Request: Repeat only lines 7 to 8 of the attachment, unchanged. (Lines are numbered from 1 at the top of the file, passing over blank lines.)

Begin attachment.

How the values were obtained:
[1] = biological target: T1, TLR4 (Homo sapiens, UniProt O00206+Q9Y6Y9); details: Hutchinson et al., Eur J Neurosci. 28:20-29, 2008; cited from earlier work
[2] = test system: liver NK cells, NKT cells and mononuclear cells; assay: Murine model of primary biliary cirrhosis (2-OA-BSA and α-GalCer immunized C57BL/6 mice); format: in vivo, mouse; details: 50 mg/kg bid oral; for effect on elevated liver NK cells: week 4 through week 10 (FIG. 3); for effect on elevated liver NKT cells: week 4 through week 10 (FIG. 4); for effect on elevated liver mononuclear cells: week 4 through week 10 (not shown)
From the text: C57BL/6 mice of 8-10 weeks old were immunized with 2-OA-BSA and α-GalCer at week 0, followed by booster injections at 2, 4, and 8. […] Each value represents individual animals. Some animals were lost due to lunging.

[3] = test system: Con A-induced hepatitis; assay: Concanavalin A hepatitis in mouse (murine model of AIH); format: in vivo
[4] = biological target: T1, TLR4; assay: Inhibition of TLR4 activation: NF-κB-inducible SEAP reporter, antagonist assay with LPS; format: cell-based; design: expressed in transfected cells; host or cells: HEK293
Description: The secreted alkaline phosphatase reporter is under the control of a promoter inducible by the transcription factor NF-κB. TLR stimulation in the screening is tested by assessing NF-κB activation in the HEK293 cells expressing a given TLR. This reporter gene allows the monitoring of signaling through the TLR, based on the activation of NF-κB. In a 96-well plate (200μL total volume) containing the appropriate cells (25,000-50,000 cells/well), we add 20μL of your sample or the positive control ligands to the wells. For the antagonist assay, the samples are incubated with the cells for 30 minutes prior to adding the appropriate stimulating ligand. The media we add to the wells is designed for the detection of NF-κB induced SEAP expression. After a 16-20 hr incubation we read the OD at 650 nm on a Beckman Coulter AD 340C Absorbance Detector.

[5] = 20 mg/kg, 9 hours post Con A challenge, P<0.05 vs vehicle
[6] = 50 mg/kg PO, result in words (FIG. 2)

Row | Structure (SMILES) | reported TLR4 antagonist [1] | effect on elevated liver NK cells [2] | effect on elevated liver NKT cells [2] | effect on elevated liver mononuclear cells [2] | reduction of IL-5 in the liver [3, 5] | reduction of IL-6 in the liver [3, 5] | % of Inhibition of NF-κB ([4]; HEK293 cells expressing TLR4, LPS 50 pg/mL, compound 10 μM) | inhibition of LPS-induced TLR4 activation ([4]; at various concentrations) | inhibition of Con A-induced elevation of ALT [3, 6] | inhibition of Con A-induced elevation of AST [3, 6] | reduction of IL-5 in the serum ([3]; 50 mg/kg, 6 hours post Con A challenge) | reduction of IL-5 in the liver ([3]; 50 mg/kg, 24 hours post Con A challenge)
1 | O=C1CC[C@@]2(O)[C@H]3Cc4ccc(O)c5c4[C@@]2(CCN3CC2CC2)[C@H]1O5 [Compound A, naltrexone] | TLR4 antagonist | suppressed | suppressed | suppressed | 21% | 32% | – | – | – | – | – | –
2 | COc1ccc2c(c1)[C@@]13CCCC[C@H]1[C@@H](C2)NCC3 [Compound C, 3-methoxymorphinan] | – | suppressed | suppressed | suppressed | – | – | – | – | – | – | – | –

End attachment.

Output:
Description: The secreted alkaline phosphatase reporter is under the control of a promoter inducible by the transcription factor NF-κB. TLR stimulation in the screening is tested by assessing NF-κB activation in the HEK293 cells expressing a given TLR. This reporter gene allows the monitoring of signaling through the TLR, based on the activation of NF-κB. In a 96-well plate (200μL total volume) containing the appropriate cells (25,000-50,000 cells/well), we add 20μL of your sample or the positive control ligands to the wells. For the antagonist assay, the samples are incubated with the cells for 30 minutes prior to adding the appropriate stimulating ligand. The media we add to the wells is designed for the detection of NF-κB induced SEAP expression. After a 16-20 hr incubation we read the OD at 650 nm on a Beckman Coulter AD 340C Absorbance Detector.

[5] = 20 mg/kg, 9 hours post Con A challenge, P<0.05 vs vehicle